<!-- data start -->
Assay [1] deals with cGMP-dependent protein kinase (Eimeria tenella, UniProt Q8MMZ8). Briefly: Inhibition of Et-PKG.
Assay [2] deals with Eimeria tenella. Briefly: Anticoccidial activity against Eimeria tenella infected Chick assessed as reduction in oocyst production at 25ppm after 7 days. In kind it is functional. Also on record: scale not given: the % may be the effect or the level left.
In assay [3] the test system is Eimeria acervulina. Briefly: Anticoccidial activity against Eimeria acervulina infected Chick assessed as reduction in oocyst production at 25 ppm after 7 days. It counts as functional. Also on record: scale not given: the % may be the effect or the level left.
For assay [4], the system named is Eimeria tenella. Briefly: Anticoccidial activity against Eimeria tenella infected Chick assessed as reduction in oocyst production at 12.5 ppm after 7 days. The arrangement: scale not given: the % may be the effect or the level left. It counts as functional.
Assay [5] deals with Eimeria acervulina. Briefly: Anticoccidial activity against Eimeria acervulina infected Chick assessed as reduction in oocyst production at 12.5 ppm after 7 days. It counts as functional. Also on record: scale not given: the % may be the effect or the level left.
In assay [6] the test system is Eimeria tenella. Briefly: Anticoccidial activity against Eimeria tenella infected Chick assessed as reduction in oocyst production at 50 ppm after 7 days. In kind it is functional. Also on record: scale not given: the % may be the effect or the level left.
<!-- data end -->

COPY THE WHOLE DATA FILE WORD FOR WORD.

Assay [1] deals with cGMP-dependent protein kinase (Eimeria tenella, UniProt Q8MMZ8). Briefly: Inhibition of Et-PKG.
Assay [2] deals with Eimeria tenella. Briefly: Anticoccidial activity against Eimeria tenella infected Chick assessed as reduction in oocyst production at 25ppm after 7 days. In kind it is functional. Also on record: scale not given: the % may be the effect or the level left.
In assay [3] the test system is Eimeria acervulina. Briefly: Anticoccidial activity against Eimeria acervulina infected Chick assessed as reduction in oocyst production at 25 ppm after 7 days. It counts as functional. Also on record: scale not given: the % may be the effect or the level left.
For assay [4], the system named is Eimeria tenella. Briefly: Anticoccidial activity against Eimeria tenella infected Chick assessed as reduction in oocyst production at 12.5 ppm after 7 days. The arrangement: scale not given: the % may be the effect or the level left. It counts as functional.
Assay [5] deals with Eimeria acervulina. Briefly: Anticoccidial activity against Eimeria acervulina infected Chick assessed as reduction in oocyst production at 12.5 ppm after 7 days. It counts as functional. Also on record: scale not given: the % may be the effect or the level left.
In assay [6] the test system is Eimeria tenella. Briefly: Anticoccidial activity against Eimeria tenella infected Chick assessed as reduction in oocyst production at 50 ppm after 7 days. In kind it is functional. Also on record: scale not given: the % may be the effect or the level left.